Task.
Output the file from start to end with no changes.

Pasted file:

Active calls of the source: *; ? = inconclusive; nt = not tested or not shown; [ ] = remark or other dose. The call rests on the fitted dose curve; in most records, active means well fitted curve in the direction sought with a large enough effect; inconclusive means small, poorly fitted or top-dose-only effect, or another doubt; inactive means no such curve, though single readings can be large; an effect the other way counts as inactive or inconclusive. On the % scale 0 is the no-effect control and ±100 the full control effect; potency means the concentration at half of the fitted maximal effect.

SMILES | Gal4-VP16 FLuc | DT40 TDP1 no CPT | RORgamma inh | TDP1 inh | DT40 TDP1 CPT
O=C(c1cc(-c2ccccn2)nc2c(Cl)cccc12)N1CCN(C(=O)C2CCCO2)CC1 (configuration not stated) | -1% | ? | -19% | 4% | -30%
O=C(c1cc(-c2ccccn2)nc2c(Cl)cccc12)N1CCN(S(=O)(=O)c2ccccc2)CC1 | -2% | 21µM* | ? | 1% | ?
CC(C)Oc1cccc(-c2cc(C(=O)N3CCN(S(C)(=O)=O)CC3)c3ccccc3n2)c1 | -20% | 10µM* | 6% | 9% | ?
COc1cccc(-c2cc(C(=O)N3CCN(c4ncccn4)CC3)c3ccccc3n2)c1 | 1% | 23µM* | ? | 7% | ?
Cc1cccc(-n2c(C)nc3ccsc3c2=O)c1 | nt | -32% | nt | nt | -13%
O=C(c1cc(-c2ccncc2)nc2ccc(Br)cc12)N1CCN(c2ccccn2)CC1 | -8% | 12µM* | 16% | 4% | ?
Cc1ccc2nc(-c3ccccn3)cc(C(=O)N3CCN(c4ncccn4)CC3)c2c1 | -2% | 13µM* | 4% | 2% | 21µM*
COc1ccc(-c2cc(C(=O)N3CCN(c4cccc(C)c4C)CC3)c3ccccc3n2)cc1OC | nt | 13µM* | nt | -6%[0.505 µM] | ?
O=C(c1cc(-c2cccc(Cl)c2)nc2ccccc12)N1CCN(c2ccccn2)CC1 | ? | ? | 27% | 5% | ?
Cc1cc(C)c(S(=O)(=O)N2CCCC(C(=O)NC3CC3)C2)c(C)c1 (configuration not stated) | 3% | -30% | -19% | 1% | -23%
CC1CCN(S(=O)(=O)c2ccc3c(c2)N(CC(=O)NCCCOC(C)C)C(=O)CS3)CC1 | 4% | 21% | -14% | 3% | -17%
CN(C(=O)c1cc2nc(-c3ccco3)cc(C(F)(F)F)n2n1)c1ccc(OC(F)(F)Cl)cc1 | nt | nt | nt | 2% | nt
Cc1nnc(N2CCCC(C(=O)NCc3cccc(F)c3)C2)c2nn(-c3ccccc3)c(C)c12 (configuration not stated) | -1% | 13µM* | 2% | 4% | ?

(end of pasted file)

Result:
Active calls of the source: *; ? = inconclusive; nt = not tested or not shown; [ ] = remark or other dose. The call rests on the fitted dose curve; in most records, active means well fitted curve in the direction sought with a large enough effect; inconclusive means small, poorly fitted or top-dose-only effect, or another doubt; inactive means no such curve, though single readings can be large; an effect the other way counts as inactive or inconclusive. On the % scale 0 is the no-effect control and ±100 the full control effect; potency means the concentration at half of the fitted maximal effect.

SMILES | Gal4-VP16 FLuc | DT40 TDP1 no CPT | RORgamma inh | TDP1 inh | DT40 TDP1 CPT
O=C(c1cc(-c2ccccn2)nc2c(Cl)cccc12)N1CCN(C(=O)C2CCCO2)CC1 (configuration not stated) | -1% | ? | -19% | 4% | -30%
O=C(c1cc(-c2ccccn2)nc2c(Cl)cccc12)N1CCN(S(=O)(=O)c2ccccc2)CC1 | -2% | 21µM* | ? | 1% | ?
CC(C)Oc1cccc(-c2cc(C(=O)N3CCN(S(C)(=O)=O)CC3)c3ccccc3n2)c1 | -20% | 10µM* | 6% | 9% | ?
COc1cccc(-c2cc(C(=O)N3CCN(c4ncccn4)CC3)c3ccccc3n2)c1 | 1% | 23µM* | ? | 7% | ?
Cc1cccc(-n2c(C)nc3ccsc3c2=O)c1 | nt | -32% | nt | nt | -13%
O=C(c1cc(-c2ccncc2)nc2ccc(Br)cc12)N1CCN(c2ccccn2)CC1 | -8% | 12µM* | 16% | 4% | ?
Cc1ccc2nc(-c3ccccn3)cc(C(=O)N3CCN(c4ncccn4)CC3)c2c1 | -2% | 13µM* | 4% | 2% | 21µM*
COc1ccc(-c2cc(C(=O)N3CCN(c4cccc(C)c4C)CC3)c3ccccc3n2)cc1OC | nt | 13µM* | nt | -6%[0.505 µM] | ?
O=C(c1cc(-c2cccc(Cl)c2)nc2ccccc12)N1CCN(c2ccccn2)CC1 | ? | ? | 27% | 5% | ?
Cc1cc(C)c(S(=O)(=O)N2CCCC(C(=O)NC3CC3)C2)c(C)c1 (configuration not stated) | 3% | -30% | -19% | 1% | -23%
CC1CCN(S(=O)(=O)c2ccc3c(c2)N(CC(=O)NCCCOC(C)C)C(=O)CS3)CC1 | 4% | 21% | -14% | 3% | -17%
CN(C(=O)c1cc2nc(-c3ccco3)cc(C(F)(F)F)n2n1)c1ccc(OC(F)(F)Cl)cc1 | nt | nt | nt | 2% | nt
Cc1nnc(N2CCCC(C(=O)NCc3cccc(F)c3)C2)c2nn(-c3ccccc3)c(C)c12 (configuration not stated) | -1% | 13µM* | 2% | 4% | ?